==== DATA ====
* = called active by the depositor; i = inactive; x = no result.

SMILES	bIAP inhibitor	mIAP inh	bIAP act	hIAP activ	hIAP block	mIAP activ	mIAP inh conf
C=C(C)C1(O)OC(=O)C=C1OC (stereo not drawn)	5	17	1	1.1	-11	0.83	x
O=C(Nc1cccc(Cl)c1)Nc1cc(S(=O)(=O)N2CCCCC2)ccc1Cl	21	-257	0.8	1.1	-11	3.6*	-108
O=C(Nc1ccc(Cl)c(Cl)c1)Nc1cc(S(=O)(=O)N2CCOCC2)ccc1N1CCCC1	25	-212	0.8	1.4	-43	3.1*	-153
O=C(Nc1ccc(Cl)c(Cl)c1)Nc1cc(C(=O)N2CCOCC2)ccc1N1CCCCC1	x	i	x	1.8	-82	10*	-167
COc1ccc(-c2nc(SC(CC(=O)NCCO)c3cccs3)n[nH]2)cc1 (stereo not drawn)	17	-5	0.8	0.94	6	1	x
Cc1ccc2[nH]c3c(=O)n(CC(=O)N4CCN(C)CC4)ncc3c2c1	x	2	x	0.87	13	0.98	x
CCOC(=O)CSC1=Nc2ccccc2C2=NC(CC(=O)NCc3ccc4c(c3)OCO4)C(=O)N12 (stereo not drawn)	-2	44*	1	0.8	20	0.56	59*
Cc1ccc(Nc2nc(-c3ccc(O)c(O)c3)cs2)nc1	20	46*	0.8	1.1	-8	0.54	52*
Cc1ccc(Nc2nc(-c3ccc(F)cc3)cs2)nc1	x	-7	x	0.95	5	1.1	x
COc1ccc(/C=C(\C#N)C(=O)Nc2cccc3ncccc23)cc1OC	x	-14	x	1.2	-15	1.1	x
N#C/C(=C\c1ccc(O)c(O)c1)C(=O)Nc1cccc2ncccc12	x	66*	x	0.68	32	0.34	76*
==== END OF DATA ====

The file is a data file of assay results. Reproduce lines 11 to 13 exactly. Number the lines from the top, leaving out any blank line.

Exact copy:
Cc1ccc(Nc2nc(-c3ccc(F)cc3)cs2)nc1	x	-7	x	0.95	5	1.1	x
COc1ccc(/C=C(\C#N)C(=O)Nc2cccc3ncccc23)cc1OC	x	-14	x	1.2	-15	1.1	x
N#C/C(=C\c1ccc(O)c(O)c1)C(=O)Nc1cccc2ncccc12	x	66*	x	0.68	32	0.34	76*